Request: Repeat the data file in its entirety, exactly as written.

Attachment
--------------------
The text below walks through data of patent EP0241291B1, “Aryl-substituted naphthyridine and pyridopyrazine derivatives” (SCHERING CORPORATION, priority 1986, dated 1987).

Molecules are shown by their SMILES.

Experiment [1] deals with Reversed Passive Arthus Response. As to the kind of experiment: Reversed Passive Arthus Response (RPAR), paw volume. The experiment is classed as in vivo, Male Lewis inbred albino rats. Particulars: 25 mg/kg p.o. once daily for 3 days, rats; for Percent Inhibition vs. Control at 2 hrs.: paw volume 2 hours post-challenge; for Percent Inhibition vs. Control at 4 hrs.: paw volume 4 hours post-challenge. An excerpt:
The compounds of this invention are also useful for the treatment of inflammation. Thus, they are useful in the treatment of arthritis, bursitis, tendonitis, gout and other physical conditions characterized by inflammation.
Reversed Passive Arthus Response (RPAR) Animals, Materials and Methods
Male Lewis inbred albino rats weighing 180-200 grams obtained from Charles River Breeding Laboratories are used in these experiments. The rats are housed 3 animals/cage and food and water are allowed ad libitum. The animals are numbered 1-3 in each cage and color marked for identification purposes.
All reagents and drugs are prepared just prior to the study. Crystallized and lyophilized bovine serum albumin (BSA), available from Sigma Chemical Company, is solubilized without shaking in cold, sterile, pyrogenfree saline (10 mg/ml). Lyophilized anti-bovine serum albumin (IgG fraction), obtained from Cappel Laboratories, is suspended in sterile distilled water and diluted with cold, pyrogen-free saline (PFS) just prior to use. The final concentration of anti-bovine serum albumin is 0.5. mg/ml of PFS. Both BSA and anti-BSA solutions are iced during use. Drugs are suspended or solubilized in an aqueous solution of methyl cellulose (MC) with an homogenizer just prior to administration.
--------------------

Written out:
The text below walks through data of patent EP0241291B1, “Aryl-substituted naphthyridine and pyridopyrazine derivatives” (SCHERING CORPORATION, priority 1986, dated 1987).

Molecules are shown by their SMILES.

Experiment [1] deals with Reversed Passive Arthus Response. As to the kind of experiment: Reversed Passive Arthus Response (RPAR), paw volume. The experiment is classed as in vivo, Male Lewis inbred albino rats. Particulars: 25 mg/kg p.o. once daily for 3 days, rats; for Percent Inhibition vs. Control at 2 hrs.: paw volume 2 hours post-challenge; for Percent Inhibition vs. Control at 4 hrs.: paw volume 4 hours post-challenge. An excerpt:
The compounds of this invention are also useful for the treatment of inflammation. Thus, they are useful in the treatment of arthritis, bursitis, tendonitis, gout and other physical conditions characterized by inflammation.
Reversed Passive Arthus Response (RPAR) Animals, Materials and Methods
Male Lewis inbred albino rats weighing 180-200 grams obtained from Charles River Breeding Laboratories are used in these experiments. The rats are housed 3 animals/cage and food and water are allowed ad libitum. The animals are numbered 1-3 in each cage and color marked for identification purposes.
All reagents and drugs are prepared just prior to the study. Crystallized and lyophilized bovine serum albumin (BSA), available from Sigma Chemical Company, is solubilized without shaking in cold, sterile, pyrogenfree saline (10 mg/ml). Lyophilized anti-bovine serum albumin (IgG fraction), obtained from Cappel Laboratories, is suspended in sterile distilled water and diluted with cold, pyrogen-free saline (PFS) just prior to use. The final concentration of anti-bovine serum albumin is 0.5. mg/ml of PFS. Both BSA and anti-BSA solutions are iced during use. Drugs are suspended or solubilized in an aqueous solution of methyl cellulose (MC) with an homogenizer just prior to administration.